The Most Common Causes of Hip Replacement Surgery

Medically Reviewed by Carolin Schneider, MD

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A total hip replacement, also called total hip arthroplasty, is a procedure in which a surgeon removes your hip joint and replaces it with a prosthetic joint. Typically, the doctor makes one long incision in your hip to remove the bone and cartilage that have been damaged. There’s also a less invasive version of this surgery in which the surgeon makes one or two smaller incisions to install the joint implant. This can result in a quicker recovery time.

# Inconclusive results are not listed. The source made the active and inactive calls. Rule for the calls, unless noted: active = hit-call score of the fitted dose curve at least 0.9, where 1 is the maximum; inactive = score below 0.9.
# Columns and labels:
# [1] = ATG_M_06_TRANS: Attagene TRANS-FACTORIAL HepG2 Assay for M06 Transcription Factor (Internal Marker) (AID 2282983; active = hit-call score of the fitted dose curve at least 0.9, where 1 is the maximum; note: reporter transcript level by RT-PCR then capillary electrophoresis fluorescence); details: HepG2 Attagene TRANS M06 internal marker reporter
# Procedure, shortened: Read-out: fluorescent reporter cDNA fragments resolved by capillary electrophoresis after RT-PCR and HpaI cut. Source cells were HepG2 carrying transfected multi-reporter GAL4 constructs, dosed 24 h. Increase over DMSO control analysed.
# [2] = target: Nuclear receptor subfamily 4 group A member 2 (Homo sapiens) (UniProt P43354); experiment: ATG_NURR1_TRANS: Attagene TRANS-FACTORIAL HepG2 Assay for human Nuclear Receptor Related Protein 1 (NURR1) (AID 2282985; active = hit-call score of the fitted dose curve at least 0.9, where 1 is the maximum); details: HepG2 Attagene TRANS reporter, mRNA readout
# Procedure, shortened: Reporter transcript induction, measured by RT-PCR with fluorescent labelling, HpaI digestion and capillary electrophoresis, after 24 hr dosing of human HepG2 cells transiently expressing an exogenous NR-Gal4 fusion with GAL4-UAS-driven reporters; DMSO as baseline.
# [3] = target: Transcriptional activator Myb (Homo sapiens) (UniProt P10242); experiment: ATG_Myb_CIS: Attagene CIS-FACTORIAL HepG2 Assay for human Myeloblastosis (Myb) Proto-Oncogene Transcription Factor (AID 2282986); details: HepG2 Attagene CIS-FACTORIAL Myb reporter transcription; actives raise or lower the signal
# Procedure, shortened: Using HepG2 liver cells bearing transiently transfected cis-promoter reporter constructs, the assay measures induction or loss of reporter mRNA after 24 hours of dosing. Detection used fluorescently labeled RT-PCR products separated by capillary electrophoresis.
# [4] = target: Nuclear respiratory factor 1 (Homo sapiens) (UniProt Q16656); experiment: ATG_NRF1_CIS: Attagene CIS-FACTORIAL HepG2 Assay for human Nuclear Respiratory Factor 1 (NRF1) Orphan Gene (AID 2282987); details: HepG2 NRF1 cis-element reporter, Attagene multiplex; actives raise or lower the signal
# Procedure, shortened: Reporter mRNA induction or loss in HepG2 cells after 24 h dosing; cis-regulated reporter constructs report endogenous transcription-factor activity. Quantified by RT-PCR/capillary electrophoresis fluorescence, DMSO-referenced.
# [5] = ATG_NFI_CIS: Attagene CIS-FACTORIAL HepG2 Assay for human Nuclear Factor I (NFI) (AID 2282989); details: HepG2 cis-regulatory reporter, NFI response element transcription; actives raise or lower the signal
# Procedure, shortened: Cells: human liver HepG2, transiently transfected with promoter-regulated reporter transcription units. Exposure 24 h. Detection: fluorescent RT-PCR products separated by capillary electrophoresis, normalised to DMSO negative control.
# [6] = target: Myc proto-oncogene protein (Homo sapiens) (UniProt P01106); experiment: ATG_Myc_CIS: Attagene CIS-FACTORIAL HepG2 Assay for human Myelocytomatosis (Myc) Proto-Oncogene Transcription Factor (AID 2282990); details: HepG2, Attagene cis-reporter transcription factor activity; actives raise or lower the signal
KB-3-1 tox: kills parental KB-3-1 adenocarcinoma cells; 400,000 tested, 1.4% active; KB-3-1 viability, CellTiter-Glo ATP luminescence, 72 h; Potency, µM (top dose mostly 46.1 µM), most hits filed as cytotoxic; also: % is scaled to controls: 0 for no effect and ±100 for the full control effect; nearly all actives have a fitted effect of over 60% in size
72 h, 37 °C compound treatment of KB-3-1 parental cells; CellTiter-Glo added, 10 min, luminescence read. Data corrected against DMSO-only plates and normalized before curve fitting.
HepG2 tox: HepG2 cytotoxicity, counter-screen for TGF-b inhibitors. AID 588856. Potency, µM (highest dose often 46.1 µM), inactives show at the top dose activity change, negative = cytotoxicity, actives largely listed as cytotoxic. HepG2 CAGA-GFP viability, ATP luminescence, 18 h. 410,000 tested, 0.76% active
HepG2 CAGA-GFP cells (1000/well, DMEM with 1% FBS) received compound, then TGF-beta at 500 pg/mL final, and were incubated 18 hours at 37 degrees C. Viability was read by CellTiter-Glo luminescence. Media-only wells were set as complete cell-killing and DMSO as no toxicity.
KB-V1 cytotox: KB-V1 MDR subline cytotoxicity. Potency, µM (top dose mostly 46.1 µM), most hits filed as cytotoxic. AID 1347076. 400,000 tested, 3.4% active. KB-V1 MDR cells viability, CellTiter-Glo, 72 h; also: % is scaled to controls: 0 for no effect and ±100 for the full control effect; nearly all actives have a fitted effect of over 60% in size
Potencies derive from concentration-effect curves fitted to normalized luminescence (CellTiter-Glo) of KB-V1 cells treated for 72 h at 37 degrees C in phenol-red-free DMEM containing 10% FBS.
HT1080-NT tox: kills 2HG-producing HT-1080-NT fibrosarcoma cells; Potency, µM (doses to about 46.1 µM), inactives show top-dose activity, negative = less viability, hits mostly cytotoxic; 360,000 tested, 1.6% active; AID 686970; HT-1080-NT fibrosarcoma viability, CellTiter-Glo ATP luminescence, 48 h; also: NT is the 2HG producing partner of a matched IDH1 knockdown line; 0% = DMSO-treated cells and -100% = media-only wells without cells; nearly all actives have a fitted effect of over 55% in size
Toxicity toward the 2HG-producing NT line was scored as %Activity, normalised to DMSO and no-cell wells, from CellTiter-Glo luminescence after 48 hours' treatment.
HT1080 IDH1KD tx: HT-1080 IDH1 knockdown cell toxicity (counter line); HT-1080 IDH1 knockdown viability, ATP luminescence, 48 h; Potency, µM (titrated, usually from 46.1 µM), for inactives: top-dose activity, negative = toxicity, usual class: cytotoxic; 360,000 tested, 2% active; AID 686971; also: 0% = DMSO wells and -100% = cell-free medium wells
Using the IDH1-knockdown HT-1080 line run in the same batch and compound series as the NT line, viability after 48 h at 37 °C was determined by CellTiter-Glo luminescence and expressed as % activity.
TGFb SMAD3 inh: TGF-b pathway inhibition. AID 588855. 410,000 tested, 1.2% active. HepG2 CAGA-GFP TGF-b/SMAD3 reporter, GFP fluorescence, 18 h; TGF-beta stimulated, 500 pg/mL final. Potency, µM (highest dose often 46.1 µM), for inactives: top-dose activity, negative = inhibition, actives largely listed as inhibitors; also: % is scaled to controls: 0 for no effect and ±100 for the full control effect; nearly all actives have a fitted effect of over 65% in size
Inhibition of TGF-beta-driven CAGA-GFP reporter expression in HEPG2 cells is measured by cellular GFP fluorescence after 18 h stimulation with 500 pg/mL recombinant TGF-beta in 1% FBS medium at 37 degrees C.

In the United States, surgeons perform more than 450,000 hip replacements each year. There are a few different reasons why your healthcare provider may recommend you for a hip replacement surgery. Arthritis of various kinds can damage joints not just in your hip, but also in your knees and hands. Fractures or breaks can damage the joint and may cause swelling and pain. Arthrosis in your hips can also cause joints to rub together, which can be painful long term. Learn more about these and other conditions that often result in the need for hip replacement surgery.